Pulmonary fibrosis characterizes a heterogeneous group of incurable lung disorders with progressive, irreversible destruction of the lung architecture and disruption of gas exchange. The prototype of these diseases, idiopathic pulmonary fibrosis (IPF), has a median life expectancy of three years from diagnosis to death. Currently, no effective treatment is available for this disease. The first clue as to the molecular mechanism responsible for IPF emerged from the discovery by two groups, including our group, that a subset of pulmonary fibrosis is caused by mutations in the genes encoding the protein component (TERT) and the RNA component (TERC) of telomerase, a ribonucleoprotein enzyme that catalyzes the addition of hexameric nucleotide repeats to the ends of linear chromosomes. In our studies, all affected members with mutations in telomerase have evidence of shortened telomere lengths in circulating leukocytes. However, mutations in these genes comprise less than 15% of patients with the familial form of the disease and less than 3% of patients with the more common sporadic form of the disease. Here we will characterize the genetic etiology of pulmonary fibrosis in a large collection of familial and sporadic pulmonary fibrosis subjects. First, we will determine if telomere dysfunction and telomere shortening is a more generalized feature of familial and sporadic pulmonary fibrosis in subjects who do not have telomerase mutations, as our preliminary studies suggest. Second, we will determine if mutations in other genes involved in telomere maintenance contribute to PF in the subset of patients without coding mutations in telomerase. Third, we will map new genetic loci that cause pulmonary fibrosis in large kindreds where the disease fails to co-segregate with the genes known to cause lung scarring. These studies have the potential for breaking new conceptual grounds for determining the underlying molecular pathogenesis of pulmonary fibrosis. Our multi-pronged approaches offer the promise of providing new targets for therapeutic intervention for this lethal, age-associated lung disease.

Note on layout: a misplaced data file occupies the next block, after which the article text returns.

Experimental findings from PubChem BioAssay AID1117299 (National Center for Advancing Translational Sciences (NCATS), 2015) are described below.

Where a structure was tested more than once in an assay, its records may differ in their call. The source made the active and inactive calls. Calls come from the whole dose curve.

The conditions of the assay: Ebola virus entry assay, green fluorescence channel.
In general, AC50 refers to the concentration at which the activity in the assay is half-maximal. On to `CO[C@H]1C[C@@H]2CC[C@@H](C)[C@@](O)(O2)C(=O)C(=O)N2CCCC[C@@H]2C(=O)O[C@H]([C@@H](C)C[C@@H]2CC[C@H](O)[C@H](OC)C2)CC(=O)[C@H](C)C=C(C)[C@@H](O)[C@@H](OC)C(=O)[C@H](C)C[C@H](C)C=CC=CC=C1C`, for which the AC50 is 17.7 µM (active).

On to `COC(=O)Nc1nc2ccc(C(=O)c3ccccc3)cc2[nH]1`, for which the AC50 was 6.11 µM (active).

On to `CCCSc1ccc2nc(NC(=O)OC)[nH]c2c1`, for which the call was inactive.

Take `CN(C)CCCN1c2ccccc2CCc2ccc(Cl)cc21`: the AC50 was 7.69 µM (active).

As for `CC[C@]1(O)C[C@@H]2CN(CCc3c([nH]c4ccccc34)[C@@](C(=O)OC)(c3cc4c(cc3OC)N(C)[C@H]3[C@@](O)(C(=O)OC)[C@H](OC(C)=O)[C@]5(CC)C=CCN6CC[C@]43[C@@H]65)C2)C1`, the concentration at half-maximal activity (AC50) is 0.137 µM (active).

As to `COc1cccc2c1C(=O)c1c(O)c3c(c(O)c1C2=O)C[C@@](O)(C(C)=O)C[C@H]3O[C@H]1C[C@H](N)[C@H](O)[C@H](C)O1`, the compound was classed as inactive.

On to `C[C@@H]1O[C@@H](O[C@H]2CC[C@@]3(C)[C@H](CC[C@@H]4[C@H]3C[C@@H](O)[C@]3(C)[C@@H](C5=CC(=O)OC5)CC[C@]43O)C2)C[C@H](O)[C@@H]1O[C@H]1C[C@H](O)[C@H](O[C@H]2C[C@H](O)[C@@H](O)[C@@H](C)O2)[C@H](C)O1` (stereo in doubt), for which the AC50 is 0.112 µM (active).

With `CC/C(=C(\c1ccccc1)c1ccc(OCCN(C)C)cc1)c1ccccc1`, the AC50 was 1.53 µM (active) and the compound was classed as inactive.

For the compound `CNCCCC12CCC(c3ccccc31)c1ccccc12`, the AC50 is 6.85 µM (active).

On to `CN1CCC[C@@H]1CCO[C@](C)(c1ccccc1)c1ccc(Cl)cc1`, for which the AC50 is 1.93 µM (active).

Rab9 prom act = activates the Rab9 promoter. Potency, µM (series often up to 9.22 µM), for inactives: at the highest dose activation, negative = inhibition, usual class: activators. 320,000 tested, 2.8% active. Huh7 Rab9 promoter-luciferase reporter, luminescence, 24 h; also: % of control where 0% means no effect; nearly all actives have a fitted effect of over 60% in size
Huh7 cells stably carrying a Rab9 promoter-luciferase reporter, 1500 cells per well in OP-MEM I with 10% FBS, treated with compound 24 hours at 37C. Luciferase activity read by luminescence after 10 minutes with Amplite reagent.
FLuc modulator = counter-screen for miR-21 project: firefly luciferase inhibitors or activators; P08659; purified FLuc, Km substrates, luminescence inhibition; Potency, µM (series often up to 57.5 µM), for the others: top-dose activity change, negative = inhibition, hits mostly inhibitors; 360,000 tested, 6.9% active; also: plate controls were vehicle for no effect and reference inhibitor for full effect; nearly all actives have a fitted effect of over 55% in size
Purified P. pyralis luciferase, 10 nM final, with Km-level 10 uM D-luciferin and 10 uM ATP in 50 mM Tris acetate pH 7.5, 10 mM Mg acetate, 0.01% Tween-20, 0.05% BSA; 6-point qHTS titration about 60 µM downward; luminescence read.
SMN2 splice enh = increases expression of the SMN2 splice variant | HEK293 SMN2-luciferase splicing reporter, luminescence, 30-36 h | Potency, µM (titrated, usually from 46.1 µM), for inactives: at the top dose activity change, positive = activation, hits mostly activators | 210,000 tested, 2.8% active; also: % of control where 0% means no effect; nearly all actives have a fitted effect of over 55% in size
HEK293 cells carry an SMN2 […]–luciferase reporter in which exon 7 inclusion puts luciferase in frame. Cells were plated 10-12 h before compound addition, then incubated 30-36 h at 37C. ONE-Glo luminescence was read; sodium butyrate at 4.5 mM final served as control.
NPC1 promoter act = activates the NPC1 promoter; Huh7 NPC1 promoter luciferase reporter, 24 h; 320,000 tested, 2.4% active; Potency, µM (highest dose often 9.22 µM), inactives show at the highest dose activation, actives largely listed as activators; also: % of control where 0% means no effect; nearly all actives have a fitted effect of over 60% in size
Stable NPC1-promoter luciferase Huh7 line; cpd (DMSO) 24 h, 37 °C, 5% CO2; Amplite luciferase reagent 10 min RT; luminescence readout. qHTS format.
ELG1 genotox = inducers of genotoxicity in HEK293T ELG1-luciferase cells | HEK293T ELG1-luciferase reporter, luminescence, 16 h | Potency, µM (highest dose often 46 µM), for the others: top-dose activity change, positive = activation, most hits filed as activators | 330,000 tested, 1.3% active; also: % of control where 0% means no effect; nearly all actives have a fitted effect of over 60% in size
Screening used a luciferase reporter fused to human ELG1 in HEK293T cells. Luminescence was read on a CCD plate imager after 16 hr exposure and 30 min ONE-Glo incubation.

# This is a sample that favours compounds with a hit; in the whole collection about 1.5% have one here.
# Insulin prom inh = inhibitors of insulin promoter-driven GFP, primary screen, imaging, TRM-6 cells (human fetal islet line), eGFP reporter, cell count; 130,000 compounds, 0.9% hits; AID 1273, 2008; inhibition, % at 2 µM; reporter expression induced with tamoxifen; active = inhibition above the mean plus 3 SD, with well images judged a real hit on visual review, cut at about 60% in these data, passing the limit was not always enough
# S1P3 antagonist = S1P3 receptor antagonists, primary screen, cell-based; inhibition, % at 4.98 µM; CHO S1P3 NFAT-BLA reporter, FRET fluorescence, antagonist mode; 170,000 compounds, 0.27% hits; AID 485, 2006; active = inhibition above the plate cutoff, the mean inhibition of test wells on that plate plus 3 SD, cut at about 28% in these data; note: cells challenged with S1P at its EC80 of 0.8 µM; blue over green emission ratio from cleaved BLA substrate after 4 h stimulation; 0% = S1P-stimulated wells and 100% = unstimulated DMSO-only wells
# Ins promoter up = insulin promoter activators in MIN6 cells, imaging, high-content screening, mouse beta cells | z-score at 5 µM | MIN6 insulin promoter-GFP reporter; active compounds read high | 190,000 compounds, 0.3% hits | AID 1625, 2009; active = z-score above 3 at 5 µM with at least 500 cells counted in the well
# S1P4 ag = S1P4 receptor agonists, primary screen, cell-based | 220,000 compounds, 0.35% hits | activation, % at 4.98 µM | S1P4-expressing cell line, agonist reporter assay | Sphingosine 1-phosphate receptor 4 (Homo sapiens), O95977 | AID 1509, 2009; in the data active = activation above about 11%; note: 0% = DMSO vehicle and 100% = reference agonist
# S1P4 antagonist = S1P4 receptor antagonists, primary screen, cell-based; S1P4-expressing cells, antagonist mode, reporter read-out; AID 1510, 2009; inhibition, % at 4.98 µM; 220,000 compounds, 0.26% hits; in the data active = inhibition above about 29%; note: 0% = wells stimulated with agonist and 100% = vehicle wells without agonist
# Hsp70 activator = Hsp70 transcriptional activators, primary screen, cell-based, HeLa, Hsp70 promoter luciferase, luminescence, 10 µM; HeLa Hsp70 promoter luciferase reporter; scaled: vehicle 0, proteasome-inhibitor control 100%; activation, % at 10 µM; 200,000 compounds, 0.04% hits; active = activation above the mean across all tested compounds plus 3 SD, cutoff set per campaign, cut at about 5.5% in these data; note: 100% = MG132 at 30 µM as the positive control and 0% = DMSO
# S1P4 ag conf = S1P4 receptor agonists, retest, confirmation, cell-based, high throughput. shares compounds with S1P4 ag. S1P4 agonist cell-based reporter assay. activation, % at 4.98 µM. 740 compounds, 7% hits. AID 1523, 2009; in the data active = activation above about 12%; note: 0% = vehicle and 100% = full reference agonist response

Idiopathic pulmonary fibrosis (IPF) is the prototype of a group of lethal diseases characterized by progressive, irreversible, lung scarring. A recent clue as to the genetic underpinnings of this disorder came from our finding that mutations in the genes encoding telomerase cause the disease in a subset of families with autosomal dominant pulmonary fibrosis. In this grant we will investigate the link between telomerase dysfunction and pulmonary fibrosis through an integrated, clinical and genetic approach to patients and their families with this devastating disorder.
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